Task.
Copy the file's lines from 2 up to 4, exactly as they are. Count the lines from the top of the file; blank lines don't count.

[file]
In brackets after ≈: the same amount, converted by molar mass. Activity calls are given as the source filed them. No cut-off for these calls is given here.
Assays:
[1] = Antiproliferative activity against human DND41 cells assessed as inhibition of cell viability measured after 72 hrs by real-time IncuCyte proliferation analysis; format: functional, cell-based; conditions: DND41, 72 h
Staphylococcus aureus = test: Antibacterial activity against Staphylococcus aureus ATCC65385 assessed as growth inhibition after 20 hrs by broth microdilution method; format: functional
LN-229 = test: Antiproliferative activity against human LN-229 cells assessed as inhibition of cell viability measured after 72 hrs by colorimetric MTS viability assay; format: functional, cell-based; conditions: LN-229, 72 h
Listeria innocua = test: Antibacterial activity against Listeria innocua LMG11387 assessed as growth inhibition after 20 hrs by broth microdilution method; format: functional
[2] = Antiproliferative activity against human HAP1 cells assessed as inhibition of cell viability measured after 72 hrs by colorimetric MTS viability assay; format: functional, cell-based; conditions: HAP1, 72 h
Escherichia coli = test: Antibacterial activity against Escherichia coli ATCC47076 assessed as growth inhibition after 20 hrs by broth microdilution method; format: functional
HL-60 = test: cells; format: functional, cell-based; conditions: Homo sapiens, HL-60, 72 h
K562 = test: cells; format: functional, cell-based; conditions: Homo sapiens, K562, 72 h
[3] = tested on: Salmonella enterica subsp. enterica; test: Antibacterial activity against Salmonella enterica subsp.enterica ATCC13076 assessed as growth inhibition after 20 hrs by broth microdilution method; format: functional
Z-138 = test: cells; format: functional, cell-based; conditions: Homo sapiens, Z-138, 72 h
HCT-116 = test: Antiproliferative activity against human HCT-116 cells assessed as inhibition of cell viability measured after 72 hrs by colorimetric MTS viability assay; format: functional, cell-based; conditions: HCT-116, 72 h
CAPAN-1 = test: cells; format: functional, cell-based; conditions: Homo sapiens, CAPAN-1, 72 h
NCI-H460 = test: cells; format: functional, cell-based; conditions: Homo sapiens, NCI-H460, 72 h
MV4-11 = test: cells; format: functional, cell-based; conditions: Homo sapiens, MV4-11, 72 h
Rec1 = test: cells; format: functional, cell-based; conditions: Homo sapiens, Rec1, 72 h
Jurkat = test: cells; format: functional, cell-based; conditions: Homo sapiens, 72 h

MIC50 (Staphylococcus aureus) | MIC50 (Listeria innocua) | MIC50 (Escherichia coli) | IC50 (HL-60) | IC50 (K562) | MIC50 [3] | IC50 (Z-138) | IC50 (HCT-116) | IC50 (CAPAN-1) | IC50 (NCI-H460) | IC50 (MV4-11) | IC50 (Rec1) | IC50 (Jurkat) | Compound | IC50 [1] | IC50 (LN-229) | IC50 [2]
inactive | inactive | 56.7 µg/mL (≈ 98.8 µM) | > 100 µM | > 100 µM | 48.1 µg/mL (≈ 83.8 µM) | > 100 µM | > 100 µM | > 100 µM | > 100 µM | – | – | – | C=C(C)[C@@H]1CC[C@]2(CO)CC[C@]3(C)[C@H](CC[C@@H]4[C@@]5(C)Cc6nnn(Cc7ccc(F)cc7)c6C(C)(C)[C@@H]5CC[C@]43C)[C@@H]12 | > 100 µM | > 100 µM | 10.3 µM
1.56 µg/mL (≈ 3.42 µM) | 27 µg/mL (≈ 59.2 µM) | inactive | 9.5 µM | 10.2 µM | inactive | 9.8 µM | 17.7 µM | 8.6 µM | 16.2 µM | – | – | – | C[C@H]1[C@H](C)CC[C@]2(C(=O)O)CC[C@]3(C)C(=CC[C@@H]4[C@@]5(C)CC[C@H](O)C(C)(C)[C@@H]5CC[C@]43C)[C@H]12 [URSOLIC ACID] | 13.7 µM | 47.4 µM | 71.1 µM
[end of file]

Assays:
[1] = Antiproliferative activity against human DND41 cells assessed as inhibition of cell viability measured after 72 hrs by real-time IncuCyte proliferation analysis; format: functional, cell-based; conditions: DND41, 72 h
Staphylococcus aureus = test: Antibacterial activity against Staphylococcus aureus ATCC65385 assessed as growth inhibition after 20 hrs by broth microdilution method; format: functional